The Economy: An Institution of Human ChoicePosted: May 26, 2011
There is a reason why the Economics Department is housed in the Social Science colleges of most Universities. The economy, like politics, sociology and geography is susceptible to manipulation through human activity and choice. In fact, the economy is the aggregation of a specific kind of human choice, broadly the consumption of goods and services.
One thing that a financial crisis tends to reveal is that we are perhaps more tied to each other than we thought, where the daily judgment calls of key individuals can impact the lives of millions of people, as well as the global economy. The fact of interrelation in and of itself is not to be bemoaned. It is the result of a necessary shift away from tangible assets that backed transactions (bartering a goat for animal hides, for instance) as we increased our reliance upon representational value to facilitate business and personal transactions. The move to representational forms of value required sophisticated mechanisms to track and record the ownership of a new class of items such as stocks and bonds, currency not tied to physical deposits of gold, insurance policies, etc. While this representational value leads to gains in the economy due to an influx of previously latent capital, it also leaves some exposure to economic fluctuations which were mitigated when people’s activity was limited to dealing in tangible items. Thus the choices we make play out in ways that we may not know the full impact of in a modern economy, and the economic issues of our time – austerity, stimulus, industrial policy, fiscal controls – are then in some ways the refinement of our experience with this representational form of value and choice.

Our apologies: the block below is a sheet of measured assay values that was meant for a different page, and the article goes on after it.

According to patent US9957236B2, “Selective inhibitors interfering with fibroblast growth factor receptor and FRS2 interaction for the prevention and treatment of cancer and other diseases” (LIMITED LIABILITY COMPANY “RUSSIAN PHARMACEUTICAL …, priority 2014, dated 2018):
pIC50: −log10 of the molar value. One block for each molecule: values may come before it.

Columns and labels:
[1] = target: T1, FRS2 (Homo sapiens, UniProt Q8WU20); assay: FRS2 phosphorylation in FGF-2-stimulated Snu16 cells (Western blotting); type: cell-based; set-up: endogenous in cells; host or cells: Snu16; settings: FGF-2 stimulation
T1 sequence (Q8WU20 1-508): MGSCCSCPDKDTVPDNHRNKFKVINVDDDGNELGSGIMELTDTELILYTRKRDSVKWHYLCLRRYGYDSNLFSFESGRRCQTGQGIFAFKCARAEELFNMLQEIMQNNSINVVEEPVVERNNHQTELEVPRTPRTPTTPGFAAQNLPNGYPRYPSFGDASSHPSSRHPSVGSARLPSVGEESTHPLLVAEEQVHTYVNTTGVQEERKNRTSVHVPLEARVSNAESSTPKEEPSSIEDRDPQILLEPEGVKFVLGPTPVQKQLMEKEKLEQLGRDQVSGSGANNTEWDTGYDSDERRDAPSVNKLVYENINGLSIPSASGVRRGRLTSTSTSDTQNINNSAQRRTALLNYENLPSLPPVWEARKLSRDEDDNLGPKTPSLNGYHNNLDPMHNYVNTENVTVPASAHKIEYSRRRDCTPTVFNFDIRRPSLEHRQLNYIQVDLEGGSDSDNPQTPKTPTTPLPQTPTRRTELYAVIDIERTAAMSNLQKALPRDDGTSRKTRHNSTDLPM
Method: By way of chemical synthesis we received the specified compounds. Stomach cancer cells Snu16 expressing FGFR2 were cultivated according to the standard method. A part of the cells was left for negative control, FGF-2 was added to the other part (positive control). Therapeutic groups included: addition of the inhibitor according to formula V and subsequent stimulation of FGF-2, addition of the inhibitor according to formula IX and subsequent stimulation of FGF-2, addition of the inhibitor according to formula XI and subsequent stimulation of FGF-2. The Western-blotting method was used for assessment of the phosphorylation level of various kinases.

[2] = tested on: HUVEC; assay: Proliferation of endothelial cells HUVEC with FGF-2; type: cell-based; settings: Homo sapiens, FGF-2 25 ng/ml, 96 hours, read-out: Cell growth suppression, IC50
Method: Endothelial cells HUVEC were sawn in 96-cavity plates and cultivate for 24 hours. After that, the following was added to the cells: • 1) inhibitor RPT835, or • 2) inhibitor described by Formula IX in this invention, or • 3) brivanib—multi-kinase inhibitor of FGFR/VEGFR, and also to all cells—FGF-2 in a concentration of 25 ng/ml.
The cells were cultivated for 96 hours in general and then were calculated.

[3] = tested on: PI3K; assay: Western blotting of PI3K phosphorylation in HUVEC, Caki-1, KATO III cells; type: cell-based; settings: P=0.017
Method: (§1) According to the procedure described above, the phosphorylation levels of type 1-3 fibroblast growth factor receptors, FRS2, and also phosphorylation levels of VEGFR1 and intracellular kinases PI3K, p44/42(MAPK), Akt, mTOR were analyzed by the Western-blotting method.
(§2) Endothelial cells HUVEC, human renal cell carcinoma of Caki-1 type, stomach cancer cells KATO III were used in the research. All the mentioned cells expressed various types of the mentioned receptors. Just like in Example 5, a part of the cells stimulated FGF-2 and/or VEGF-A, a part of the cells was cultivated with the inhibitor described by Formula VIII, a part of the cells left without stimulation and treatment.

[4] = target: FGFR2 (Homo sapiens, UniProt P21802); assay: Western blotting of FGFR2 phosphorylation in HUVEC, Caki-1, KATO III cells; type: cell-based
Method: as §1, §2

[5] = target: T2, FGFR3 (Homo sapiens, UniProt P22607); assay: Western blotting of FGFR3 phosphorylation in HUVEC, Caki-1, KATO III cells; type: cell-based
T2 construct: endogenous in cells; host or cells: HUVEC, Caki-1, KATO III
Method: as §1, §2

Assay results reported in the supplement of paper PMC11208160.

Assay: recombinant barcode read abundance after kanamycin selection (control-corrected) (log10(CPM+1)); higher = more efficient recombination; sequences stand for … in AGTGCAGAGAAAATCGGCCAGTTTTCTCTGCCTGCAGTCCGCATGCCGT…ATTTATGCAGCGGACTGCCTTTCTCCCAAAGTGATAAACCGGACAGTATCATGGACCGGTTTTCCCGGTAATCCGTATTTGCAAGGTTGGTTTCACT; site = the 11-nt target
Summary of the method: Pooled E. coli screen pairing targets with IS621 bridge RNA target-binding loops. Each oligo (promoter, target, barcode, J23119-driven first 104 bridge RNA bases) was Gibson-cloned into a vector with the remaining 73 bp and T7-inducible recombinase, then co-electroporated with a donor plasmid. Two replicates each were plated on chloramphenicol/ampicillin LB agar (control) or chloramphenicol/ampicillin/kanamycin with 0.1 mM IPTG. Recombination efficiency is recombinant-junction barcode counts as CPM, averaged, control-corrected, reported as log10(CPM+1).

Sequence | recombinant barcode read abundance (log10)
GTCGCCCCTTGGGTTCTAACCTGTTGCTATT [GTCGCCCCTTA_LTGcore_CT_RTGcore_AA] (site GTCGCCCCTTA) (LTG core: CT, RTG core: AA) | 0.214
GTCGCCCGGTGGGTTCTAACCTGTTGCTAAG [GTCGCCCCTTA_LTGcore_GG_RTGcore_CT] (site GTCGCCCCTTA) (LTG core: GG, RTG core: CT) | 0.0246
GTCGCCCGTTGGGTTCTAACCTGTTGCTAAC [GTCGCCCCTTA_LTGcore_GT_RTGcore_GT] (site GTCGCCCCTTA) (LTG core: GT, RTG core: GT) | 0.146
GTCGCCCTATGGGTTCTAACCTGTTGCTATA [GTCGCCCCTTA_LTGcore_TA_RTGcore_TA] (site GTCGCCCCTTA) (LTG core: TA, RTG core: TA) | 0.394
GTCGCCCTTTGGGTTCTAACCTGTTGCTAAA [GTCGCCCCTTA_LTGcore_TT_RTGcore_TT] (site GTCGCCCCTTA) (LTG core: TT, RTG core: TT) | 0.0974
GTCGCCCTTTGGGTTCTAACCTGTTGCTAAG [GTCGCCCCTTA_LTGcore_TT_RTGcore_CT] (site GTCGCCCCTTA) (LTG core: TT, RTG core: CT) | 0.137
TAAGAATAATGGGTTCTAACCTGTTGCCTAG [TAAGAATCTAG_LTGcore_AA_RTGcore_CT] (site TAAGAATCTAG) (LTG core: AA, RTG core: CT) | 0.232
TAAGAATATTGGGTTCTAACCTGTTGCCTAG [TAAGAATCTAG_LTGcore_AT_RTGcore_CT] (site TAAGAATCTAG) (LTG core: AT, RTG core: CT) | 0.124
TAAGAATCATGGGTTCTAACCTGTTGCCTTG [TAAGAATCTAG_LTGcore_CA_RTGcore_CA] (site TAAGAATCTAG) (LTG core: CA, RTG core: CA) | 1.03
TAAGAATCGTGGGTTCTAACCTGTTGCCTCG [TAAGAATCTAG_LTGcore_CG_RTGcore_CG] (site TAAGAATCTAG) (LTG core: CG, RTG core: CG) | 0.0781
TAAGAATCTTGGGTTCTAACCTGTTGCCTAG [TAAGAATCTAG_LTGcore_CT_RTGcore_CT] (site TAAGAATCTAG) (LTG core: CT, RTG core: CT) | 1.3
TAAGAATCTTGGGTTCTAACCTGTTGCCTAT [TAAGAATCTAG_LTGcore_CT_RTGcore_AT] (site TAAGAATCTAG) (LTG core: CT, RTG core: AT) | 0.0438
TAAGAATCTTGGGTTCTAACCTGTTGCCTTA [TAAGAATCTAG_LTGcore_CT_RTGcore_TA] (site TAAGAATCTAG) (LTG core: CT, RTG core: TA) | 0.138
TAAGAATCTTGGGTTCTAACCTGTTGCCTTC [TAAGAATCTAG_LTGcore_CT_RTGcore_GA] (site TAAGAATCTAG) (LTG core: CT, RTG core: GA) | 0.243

There are promising tools on the horizon, however, that may inform the economic policy levers that we pull. Efforts being championed by the Pew Center for the States, attempt to make sense out of state-level economic policy options by creating cost benefit models based on actual programs that have been implemented across the country, as well as the program’s results. So perhaps there is hope that we are not destined to relive mistakes of unintended economic impacts, but that future choice may be informed by experience based knowledge whose success is measured by results